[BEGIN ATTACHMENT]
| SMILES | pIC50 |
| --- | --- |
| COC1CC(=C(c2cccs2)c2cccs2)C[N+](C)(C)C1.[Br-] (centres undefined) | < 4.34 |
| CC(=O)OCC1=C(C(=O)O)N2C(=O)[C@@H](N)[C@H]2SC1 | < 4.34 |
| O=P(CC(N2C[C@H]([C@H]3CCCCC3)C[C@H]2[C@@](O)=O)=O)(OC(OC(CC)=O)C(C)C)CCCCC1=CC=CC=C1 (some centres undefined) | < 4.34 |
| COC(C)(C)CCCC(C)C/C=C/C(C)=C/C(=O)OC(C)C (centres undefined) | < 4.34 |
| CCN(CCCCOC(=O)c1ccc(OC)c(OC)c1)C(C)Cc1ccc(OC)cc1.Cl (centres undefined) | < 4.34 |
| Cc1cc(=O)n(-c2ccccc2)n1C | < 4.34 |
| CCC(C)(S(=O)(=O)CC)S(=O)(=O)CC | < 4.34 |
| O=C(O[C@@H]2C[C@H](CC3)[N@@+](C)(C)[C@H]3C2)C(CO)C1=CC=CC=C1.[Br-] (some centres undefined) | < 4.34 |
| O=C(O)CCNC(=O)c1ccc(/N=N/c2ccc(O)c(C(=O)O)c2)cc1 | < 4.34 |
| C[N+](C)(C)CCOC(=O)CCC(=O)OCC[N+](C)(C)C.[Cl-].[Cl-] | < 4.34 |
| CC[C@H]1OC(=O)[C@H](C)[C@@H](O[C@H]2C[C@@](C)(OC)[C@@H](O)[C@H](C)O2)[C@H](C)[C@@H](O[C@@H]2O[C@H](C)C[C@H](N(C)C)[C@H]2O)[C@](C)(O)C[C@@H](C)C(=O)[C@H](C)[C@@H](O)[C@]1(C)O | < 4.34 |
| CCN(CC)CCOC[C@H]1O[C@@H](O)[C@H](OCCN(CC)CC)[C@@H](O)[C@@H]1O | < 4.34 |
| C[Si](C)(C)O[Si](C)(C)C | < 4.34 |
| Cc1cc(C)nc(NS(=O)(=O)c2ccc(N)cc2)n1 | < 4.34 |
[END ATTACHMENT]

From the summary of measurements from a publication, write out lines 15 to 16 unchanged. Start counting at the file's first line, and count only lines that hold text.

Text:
| C[Si](C)(C)O[Si](C)(C)C | < 4.34 |
| Cc1cc(C)nc(NS(=O)(=O)c2ccc(N)cc2)n1 | < 4.34 |